This past Tuesday evening featured a presentation entitled “Minding the Gap: Heart Surgery for the Many” and the speaker was Professor Peter Zilla who holds the Christiaan Barnard Chair in Cardiothoracic Surgery. He also serves as the chief executive officer of Strait Access Technologies (SAT), a company that spun out from UCT almost three years ago. The problem that SAT has focused on is rheumatic heart disease where a throat infection, if left untreated, can lead to inflammation and irreversible damage to the heart valves.
The disease affects 75 million people – mostly located in the developing world – and claims 1.4 million lives annually. Treatment involves replacement of the heart valve but current devices are extremely sophisticated and require advanced operating theatres and highly trained cardiac surgeons that are in short supply in developing countries. The team at SAT has developed a synthetic heart valve mounted on a stent that can be mass-produced and a deployment device (see image above) designed to deliver the crimped valve without occluding the blood flow in a beating heart. Crucially, there is no need for open heart surgery or a heart-lung machine.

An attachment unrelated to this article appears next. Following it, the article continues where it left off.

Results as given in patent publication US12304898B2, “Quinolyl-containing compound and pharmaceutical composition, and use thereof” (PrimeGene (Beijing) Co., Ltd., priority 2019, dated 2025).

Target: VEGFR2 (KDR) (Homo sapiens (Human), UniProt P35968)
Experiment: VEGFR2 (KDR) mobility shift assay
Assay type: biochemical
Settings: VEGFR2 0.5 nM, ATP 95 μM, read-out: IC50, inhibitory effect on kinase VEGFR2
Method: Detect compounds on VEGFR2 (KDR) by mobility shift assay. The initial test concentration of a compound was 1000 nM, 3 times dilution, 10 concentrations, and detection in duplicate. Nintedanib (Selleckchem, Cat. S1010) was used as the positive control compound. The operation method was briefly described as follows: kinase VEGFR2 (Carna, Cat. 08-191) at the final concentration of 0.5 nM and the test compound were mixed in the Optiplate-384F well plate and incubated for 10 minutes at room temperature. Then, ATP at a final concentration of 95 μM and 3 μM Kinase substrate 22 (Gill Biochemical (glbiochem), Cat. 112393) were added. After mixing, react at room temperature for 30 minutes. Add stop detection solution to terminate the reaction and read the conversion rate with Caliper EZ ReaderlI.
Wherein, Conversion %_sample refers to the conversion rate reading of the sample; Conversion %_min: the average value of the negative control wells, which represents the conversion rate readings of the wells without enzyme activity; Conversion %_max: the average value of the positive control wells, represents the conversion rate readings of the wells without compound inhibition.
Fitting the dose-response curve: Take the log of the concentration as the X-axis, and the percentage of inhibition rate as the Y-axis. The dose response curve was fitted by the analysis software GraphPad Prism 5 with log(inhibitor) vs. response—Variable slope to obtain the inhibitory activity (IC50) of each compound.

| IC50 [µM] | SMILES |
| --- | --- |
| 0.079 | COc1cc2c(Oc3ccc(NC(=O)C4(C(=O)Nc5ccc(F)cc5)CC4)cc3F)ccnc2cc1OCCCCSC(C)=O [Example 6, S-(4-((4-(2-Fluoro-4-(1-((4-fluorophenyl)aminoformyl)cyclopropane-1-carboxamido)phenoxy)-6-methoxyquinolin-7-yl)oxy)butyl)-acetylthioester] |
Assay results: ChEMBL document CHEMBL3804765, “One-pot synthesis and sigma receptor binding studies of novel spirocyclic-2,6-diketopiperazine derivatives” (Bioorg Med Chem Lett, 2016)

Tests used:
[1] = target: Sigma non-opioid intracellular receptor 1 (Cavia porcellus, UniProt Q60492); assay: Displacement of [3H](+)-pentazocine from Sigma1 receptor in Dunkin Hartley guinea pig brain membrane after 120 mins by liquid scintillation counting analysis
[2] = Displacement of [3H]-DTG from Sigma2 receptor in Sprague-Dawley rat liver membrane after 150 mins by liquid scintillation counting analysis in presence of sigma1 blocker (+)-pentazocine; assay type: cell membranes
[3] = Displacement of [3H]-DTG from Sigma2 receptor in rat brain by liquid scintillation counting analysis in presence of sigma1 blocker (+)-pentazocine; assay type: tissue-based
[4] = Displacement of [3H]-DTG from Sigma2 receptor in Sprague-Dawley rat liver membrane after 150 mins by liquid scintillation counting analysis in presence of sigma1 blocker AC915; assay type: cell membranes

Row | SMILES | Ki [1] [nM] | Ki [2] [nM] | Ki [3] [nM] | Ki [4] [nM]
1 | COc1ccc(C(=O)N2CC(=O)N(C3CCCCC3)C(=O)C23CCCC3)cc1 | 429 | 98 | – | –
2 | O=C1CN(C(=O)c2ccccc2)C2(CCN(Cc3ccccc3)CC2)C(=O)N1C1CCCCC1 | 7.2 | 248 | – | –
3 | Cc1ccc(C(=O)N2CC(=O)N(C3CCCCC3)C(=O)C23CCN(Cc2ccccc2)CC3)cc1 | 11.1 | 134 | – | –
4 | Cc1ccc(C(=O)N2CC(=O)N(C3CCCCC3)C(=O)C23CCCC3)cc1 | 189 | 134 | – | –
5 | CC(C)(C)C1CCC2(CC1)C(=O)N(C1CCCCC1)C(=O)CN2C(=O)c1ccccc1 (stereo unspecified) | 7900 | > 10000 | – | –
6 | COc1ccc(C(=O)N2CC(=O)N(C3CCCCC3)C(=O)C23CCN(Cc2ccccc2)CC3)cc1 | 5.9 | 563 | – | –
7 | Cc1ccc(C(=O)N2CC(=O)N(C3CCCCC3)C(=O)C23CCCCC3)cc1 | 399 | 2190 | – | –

In the best traditions of Café Scientifique, Zilla’s presentation was followed by a series of searching questions in a relaxed and convivial atmosphere.